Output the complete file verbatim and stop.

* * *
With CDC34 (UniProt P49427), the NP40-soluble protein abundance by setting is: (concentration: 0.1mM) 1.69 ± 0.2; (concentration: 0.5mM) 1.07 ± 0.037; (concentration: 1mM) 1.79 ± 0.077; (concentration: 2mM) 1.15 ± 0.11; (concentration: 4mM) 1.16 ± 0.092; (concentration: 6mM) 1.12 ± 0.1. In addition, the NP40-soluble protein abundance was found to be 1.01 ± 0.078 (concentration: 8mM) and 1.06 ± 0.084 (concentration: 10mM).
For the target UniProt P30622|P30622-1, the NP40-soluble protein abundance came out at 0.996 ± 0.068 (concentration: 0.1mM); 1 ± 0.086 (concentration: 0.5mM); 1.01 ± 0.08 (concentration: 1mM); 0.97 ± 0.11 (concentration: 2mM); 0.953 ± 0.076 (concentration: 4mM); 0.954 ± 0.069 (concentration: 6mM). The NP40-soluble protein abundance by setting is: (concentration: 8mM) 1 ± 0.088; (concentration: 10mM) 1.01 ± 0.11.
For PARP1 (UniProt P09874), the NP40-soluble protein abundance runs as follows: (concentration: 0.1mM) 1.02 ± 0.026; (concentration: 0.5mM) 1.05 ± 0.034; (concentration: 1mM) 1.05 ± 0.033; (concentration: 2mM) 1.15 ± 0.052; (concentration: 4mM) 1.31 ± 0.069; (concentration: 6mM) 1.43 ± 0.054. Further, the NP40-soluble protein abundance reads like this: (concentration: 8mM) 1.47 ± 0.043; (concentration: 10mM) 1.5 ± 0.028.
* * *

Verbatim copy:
With CDC34 (UniProt P49427), the NP40-soluble protein abundance by setting is: (concentration: 0.1mM) 1.69 ± 0.2; (concentration: 0.5mM) 1.07 ± 0.037; (concentration: 1mM) 1.79 ± 0.077; (concentration: 2mM) 1.15 ± 0.11; (concentration: 4mM) 1.16 ± 0.092; (concentration: 6mM) 1.12 ± 0.1. In addition, the NP40-soluble protein abundance was found to be 1.01 ± 0.078 (concentration: 8mM) and 1.06 ± 0.084 (concentration: 10mM).
For the target UniProt P30622|P30622-1, the NP40-soluble protein abundance came out at 0.996 ± 0.068 (concentration: 0.1mM); 1 ± 0.086 (concentration: 0.5mM); 1.01 ± 0.08 (concentration: 1mM); 0.97 ± 0.11 (concentration: 2mM); 0.953 ± 0.076 (concentration: 4mM); 0.954 ± 0.069 (concentration: 6mM). The NP40-soluble protein abundance by setting is: (concentration: 8mM) 1 ± 0.088; (concentration: 10mM) 1.01 ± 0.11.
For PARP1 (UniProt P09874), the NP40-soluble protein abundance runs as follows: (concentration: 0.1mM) 1.02 ± 0.026; (concentration: 0.5mM) 1.05 ± 0.034; (concentration: 1mM) 1.05 ± 0.033; (concentration: 2mM) 1.15 ± 0.052; (concentration: 4mM) 1.31 ± 0.069; (concentration: 6mM) 1.43 ± 0.054. Further, the NP40-soluble protein abundance reads like this: (concentration: 8mM) 1.47 ± 0.043; (concentration: 10mM) 1.5 ± 0.028.